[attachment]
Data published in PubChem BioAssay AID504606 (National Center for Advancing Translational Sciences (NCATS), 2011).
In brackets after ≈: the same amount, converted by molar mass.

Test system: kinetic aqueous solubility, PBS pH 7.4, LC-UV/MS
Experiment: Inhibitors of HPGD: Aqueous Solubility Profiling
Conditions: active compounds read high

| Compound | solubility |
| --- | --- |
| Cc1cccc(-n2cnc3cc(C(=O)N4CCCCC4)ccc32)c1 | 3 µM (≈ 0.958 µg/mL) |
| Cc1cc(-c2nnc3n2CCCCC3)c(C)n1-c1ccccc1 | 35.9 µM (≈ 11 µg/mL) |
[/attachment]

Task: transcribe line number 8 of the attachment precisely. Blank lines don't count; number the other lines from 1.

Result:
| Cc1cccc(-n2cnc3cc(C(=O)N4CCCCC4)ccc32)c1 | 3 µM (≈ 0.958 µg/mL) |